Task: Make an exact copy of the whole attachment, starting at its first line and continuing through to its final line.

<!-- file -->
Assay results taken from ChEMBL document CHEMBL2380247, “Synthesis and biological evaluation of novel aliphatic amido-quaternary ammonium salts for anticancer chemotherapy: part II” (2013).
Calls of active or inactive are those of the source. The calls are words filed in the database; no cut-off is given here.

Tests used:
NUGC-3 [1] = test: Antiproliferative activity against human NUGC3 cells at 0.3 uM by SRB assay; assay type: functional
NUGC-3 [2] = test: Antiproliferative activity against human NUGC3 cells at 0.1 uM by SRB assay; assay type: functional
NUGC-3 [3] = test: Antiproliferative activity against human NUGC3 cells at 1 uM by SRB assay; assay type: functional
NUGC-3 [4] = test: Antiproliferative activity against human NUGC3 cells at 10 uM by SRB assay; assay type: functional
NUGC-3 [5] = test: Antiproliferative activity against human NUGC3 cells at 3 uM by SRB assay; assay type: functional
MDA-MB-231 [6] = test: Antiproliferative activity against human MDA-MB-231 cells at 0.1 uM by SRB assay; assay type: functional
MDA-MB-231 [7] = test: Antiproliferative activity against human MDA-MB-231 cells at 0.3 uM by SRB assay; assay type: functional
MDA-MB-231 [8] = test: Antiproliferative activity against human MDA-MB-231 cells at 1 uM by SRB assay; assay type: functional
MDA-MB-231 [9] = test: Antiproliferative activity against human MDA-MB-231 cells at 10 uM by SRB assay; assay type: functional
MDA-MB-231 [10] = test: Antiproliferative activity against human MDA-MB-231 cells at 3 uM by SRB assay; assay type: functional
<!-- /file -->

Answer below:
Assay results taken from ChEMBL document CHEMBL2380247, “Synthesis and biological evaluation of novel aliphatic amido-quaternary ammonium salts for anticancer chemotherapy: part II” (2013).
Calls of active or inactive are those of the source. The calls are words filed in the database; no cut-off is given here.

Tests used:
NUGC-3 [1] = test: Antiproliferative activity against human NUGC3 cells at 0.3 uM by SRB assay; assay type: functional
NUGC-3 [2] = test: Antiproliferative activity against human NUGC3 cells at 0.1 uM by SRB assay; assay type: functional
NUGC-3 [3] = test: Antiproliferative activity against human NUGC3 cells at 1 uM by SRB assay; assay type: functional
NUGC-3 [4] = test: Antiproliferative activity against human NUGC3 cells at 10 uM by SRB assay; assay type: functional
NUGC-3 [5] = test: Antiproliferative activity against human NUGC3 cells at 3 uM by SRB assay; assay type: functional
MDA-MB-231 [6] = test: Antiproliferative activity against human MDA-MB-231 cells at 0.1 uM by SRB assay; assay type: functional
MDA-MB-231 [7] = test: Antiproliferative activity against human MDA-MB-231 cells at 0.3 uM by SRB assay; assay type: functional
MDA-MB-231 [8] = test: Antiproliferative activity against human MDA-MB-231 cells at 1 uM by SRB assay; assay type: functional
MDA-MB-231 [9] = test: Antiproliferative activity against human MDA-MB-231 cells at 10 uM by SRB assay; assay type: functional
MDA-MB-231 [10] = test: Antiproliferative activity against human MDA-MB-231 cells at 3 uM by SRB assay; assay type: functional